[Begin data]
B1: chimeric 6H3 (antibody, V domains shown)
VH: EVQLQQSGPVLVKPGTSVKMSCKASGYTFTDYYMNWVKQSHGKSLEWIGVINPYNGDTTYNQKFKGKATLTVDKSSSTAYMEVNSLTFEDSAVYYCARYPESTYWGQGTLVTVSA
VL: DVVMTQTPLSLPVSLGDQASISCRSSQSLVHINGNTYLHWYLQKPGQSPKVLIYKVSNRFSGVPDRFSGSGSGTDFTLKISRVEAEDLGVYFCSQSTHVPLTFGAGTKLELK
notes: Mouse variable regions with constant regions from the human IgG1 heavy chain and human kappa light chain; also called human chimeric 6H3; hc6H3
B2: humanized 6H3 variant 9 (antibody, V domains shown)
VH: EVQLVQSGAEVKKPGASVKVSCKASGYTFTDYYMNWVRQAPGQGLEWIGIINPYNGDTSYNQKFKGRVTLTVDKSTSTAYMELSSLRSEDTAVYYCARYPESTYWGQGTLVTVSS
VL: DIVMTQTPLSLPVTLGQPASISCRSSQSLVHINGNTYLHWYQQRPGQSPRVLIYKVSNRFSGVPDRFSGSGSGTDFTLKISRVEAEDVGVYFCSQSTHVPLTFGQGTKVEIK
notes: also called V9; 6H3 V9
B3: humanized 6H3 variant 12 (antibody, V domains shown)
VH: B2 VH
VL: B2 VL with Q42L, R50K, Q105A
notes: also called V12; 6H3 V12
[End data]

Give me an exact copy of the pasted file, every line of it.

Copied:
B1: chimeric 6H3 (antibody, V domains shown)
VH: EVQLQQSGPVLVKPGTSVKMSCKASGYTFTDYYMNWVKQSHGKSLEWIGVINPYNGDTTYNQKFKGKATLTVDKSSSTAYMEVNSLTFEDSAVYYCARYPESTYWGQGTLVTVSA
VL: DVVMTQTPLSLPVSLGDQASISCRSSQSLVHINGNTYLHWYLQKPGQSPKVLIYKVSNRFSGVPDRFSGSGSGTDFTLKISRVEAEDLGVYFCSQSTHVPLTFGAGTKLELK
notes: Mouse variable regions with constant regions from the human IgG1 heavy chain and human kappa light chain; also called human chimeric 6H3; hc6H3
B2: humanized 6H3 variant 9 (antibody, V domains shown)
VH: EVQLVQSGAEVKKPGASVKVSCKASGYTFTDYYMNWVRQAPGQGLEWIGIINPYNGDTSYNQKFKGRVTLTVDKSTSTAYMELSSLRSEDTAVYYCARYPESTYWGQGTLVTVSS
VL: DIVMTQTPLSLPVTLGQPASISCRSSQSLVHINGNTYLHWYQQRPGQSPRVLIYKVSNRFSGVPDRFSGSGSGTDFTLKISRVEAEDVGVYFCSQSTHVPLTFGQGTKVEIK
notes: also called V9; 6H3 V9
B3: humanized 6H3 variant 12 (antibody, V domains shown)
VH: B2 VH
VL: B2 VL with Q42L, R50K, Q105A
notes: also called V12; 6H3 V12